Whereas the depth of your moral seriousness about Indigenous issues is demonstrated by your using this thread to take your predictable and tedious potshots in theory/culture wars of obsessive interest only to you?

  17. FDB says:

    We need many more words than sorry because of the way this whole saga has progressed. We need to be very bloody careful of not saying “sorry for not having said it earlier”. It needs specifics.

    And yes, thanks Mark and Casey for articulating what I’ve been flailing for every time someone tells me it’s just a word that won’t change anything.

    It will cost us – but it won’t be the loss of waste, rather an investment with potentially huge returns.

    It will be divisive – but the division will be between those who believe white Australia has done wrong by Indigenous Australia and those who don’t. I’m okay with that frankly.

    Whereas to say sorry while trying to avoid the costs and division truly would risk being meaningless.

  18. mbahnisch says:

    Indeed it would be, FDB. That’s why, as I say, I’m extremely pleased that the issue is being treated seriously by the Rudd government – something O’Donoghue also notes.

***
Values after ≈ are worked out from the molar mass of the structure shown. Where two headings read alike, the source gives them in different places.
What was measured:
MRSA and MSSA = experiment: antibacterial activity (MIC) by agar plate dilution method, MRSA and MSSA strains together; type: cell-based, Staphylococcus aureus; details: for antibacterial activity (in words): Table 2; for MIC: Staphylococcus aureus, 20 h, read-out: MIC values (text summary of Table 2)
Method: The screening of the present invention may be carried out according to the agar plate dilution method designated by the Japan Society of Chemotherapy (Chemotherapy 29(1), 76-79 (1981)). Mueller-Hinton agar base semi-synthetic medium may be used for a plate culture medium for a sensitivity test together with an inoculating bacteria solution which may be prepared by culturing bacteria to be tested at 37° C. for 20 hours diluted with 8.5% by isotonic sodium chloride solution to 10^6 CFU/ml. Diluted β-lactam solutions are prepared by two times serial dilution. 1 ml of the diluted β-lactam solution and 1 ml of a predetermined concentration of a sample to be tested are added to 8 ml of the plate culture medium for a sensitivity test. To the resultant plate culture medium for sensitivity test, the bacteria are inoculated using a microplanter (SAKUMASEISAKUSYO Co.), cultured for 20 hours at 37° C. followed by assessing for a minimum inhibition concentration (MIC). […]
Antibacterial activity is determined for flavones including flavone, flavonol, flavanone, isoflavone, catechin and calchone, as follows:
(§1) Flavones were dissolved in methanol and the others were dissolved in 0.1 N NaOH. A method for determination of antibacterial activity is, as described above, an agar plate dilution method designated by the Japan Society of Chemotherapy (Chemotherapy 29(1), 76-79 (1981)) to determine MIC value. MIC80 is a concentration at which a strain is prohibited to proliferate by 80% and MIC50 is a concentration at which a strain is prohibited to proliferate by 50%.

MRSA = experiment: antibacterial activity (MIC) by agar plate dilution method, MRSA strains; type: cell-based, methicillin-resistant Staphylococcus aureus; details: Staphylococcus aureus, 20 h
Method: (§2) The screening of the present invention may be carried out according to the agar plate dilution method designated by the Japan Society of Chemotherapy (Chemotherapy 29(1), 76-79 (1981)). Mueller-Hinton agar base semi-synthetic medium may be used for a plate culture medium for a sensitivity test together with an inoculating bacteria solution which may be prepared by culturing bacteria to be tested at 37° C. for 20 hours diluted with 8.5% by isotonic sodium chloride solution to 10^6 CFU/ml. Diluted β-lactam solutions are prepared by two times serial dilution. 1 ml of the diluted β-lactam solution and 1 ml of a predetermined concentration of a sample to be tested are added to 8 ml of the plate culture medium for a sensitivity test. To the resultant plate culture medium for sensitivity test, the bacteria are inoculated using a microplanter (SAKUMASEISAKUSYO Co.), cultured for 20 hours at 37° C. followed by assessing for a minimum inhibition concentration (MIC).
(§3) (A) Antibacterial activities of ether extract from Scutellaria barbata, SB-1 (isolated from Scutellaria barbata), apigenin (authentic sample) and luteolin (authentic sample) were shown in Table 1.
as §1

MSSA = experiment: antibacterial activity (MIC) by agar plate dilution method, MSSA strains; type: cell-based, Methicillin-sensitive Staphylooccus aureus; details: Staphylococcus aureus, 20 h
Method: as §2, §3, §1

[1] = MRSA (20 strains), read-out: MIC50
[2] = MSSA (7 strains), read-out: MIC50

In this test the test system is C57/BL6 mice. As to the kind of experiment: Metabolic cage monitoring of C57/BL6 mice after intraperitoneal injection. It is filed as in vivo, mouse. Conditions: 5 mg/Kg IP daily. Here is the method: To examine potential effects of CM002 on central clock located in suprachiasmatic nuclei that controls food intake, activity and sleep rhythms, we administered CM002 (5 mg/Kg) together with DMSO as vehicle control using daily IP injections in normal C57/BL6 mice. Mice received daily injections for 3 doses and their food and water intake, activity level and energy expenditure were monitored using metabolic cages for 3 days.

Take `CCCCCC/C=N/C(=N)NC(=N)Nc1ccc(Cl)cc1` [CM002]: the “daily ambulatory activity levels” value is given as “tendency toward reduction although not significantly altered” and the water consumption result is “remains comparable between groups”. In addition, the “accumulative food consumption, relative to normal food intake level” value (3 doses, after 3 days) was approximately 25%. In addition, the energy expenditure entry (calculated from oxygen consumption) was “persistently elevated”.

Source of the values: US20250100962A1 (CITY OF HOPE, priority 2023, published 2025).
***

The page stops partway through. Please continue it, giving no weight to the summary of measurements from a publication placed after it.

19. wmmbb says:

    Apparently some people who have us believe that others can be objects for whose suffering we feel no compassion. They are lying or deceiving themselves because they too are human beings.

    As Mark said those who have suffered from the invisible effects to us of racism are our brothers and sisters, if I may be permitted, albeit partially, to adopt a Quaker view of the world. At some deep level, which we may feel but not fully comprehend or adequately express, their suffering is our suffering. For example, my mother was born and raised in Perth, a city from which Aboriginal people were excluded. I would prefer not to live with that legacy of injustice, and all the other examples of racism, not forgetting the separation of children from their families and cultures, which I am told has echoed from one generation to the next. Therefore, I demand truth and justice, and if that realization in words and deeds adds to the capacities of those affected, so much the better.

  20. mbahnisch says:

    Well said, wmmbb.

  21. Klaus K says: